Deerparks were a feature added over many centuries in Ireland, but started initially with the Normans.  They were primarily a source of food, along with other features around the manor like rabbit warrens, dovecotes and fish ponds.  The Deerparks were generally sited in an outlying position on the manor, but no further than a mile away.  They were mostly earthen embankments with an internal fosse topped with a timber paling fence but stone was used where it was available – the situation in the area of Faithlegg (or possibly the walls were built at a later stage by the Boltons?).  Although some used them for supplying animals for the sport of hunting, it was generally for food, and apparently the keeper could supply venison to those favoured by the lord of the manor on presentation of permission slips.  Venison was a meat for special occasions and their was prestige attached to its eating.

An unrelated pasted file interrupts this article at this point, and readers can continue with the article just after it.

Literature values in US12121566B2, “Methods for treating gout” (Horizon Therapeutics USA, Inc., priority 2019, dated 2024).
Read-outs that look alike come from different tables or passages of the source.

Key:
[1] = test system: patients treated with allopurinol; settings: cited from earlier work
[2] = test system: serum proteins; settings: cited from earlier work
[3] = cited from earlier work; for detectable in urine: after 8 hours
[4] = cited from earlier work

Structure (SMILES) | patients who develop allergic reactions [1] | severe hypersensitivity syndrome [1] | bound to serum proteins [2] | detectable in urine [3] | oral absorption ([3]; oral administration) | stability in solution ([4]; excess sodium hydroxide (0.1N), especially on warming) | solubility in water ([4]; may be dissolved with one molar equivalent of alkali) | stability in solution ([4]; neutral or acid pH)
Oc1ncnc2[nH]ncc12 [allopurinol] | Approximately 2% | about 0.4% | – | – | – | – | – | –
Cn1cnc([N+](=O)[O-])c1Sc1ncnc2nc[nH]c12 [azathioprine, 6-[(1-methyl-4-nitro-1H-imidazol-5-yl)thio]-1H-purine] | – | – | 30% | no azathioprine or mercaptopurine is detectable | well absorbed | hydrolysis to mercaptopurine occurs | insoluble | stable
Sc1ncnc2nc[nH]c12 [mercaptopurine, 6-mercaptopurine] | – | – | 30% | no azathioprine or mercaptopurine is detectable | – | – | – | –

The sites were no more that a few acres and were generally on poorer land, with grass, scrub and some trees.  The Normans introduced fallow deer to Ireland, in particular for the parks, as they could endure indifferent land and were good breeders.  In time the deerparks could be turned to pasture for dairy, beef herds or horsebreeding, and many disappeared in the creation of landscape parks in the Eighteenth century – which indeed was the style under which Faithlegg House was created.

one of the better stretches of the wall, bedecked with moss and lichens

Entrance pillar on the Old Road
South west corner on Old Road